The Sea of Galilee is actually
a lake fed by the Jordan River.
Israel was well on its way to meeting its goal of 3 million
visitors in 2000 when the Intifada started in October of that year.
Then, with Sept. 11 and conflict in the West Bank and Lebanon,
tourism to the country suffered greatly. Today, Israel is
determined to bring back tourists, particularly Americans who make
up the largest number of travelers to this country.
Israel has long been a destination for religious exploration,
with the Galilee region the center for many pilgrims Catholics,
Jews and Muslims all have ties here. Most American tourists spend a
great deal of time in Galilee, making trips to Jerusalem, the Dead
Sea and Tel Aviv.
While there is no denying that many tourists make the trek to
the Holy Land to visit religious sights, Galilee offers more than
just spiritual exploration. There are also amazing hot springs,
historical towns and artisan centers. The mind, body and spirit can
all be nourished by the many experiences the region offers.
Galilee’s Religious Sights
For visitors to Galilee, Tiberias provides a good base camp, with
day trips available throughout the region. One hotel option is
Rimonim Galei Kinnereth. Its location right on the Sea of Galilee
is unbeatable and the service is quite good also.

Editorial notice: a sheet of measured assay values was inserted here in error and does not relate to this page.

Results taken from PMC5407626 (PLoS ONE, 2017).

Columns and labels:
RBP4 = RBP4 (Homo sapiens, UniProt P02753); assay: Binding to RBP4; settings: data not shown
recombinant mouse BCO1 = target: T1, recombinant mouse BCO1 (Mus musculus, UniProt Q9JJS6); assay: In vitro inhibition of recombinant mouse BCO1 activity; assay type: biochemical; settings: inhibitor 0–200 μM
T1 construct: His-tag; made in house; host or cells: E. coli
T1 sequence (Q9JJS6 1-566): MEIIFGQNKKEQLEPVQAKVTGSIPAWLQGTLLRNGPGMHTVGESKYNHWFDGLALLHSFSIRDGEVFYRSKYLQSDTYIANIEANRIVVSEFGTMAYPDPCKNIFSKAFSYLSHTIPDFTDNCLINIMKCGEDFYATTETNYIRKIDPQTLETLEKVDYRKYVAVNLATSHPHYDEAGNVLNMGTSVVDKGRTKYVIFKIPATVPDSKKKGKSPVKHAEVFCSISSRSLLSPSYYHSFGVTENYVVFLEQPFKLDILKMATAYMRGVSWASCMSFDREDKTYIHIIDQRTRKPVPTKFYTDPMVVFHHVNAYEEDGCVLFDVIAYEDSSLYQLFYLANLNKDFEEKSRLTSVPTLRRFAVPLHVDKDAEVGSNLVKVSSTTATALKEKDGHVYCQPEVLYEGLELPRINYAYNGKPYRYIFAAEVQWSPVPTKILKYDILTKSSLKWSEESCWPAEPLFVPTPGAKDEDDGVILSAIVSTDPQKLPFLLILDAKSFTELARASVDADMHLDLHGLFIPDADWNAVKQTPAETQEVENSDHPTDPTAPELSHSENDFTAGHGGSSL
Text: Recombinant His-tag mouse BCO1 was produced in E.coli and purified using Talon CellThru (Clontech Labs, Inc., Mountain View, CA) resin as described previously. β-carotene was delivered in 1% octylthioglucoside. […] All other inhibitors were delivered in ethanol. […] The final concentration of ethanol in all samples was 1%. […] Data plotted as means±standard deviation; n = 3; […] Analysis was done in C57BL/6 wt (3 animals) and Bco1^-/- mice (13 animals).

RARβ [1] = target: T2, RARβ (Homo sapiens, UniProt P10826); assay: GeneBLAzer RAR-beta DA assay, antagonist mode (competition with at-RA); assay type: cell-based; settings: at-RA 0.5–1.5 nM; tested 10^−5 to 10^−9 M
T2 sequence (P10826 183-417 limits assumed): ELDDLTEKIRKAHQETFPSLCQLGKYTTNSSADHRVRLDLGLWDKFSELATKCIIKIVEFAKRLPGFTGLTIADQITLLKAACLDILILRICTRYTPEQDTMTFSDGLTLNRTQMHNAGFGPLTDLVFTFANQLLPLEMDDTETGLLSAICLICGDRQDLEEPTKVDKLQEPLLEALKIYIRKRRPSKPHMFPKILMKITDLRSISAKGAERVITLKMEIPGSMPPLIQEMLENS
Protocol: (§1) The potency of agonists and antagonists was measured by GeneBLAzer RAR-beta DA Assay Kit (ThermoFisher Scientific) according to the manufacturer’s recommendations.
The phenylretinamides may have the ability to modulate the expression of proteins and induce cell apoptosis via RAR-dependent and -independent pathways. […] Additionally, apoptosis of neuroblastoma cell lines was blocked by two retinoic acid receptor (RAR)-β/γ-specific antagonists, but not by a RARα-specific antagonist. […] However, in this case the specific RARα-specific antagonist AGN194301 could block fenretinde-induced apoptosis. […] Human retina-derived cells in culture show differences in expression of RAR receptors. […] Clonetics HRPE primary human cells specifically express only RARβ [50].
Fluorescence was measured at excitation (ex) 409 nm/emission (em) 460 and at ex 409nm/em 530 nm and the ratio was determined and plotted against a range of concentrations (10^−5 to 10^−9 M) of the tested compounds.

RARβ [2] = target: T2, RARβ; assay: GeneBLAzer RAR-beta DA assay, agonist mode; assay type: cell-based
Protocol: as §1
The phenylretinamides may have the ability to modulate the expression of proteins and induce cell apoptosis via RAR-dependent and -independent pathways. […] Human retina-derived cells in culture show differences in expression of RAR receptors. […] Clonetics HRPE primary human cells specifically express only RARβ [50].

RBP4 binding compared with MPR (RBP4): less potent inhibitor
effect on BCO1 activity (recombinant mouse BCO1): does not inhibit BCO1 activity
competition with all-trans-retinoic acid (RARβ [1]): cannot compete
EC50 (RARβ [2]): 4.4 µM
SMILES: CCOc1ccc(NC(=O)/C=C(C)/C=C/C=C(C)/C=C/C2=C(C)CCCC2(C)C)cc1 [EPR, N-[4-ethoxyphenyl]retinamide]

The Sea of Galilee, which is actually a lake, is surrounded by
cliffs and steep hills, which make it beautiful to view from any
side. Christian sights dot the shores with the Golan Heights (which
borders Syria and Jordan) off in the distance. The Jordan River
comes down from the north and feeds the Sea of Galilee before
meandering south to the Dead Sea. The Jordan River, contrary to the
song, is not “deep and wide” but instead is small and narrow, yet
The Church of the Annunciation in
Nazareth is a must for visitors.
The main religious sites in the Galilee region include Mount
Beatitudes, where Jesus gave his Sermon on the Mount. A beautiful
church stands at this site with windows inscribed with the
Beatitudes (in Latin); the outside walkway is full of flowers and
boasts amazing views of the Sea of Galilee.
Capernaum, where Jesus established his ministry, is also a
popular visit. This is where St. Peter lived and Jesus lodged. It
was here that Jesus said to Simon and Andrew: “Come follow me, and
I will make you fishers of men.” The ruins here include the remains
of a synagogue that dominates the complex.
Other sites include Tabgha, where Jesus multiplied bread and
fish, and Yardenit, which sits on the Jordan River and where many
come to be baptized.
A full day should be spent in Nazareth, where Jesus spent his
childhood. This city is wonderfully alive with Israel’s largest
Arab population (two-thirds of Nazareth’s population is Arab). The
old town has small, hidden alleyways, cobblestone streets and a
A highlight of Nazareth is the Church of the Annunciation. The
largest church in the Middle East, it was consecrated in 1969. This
is where the angel Gabriel appeared to Mary and told her she would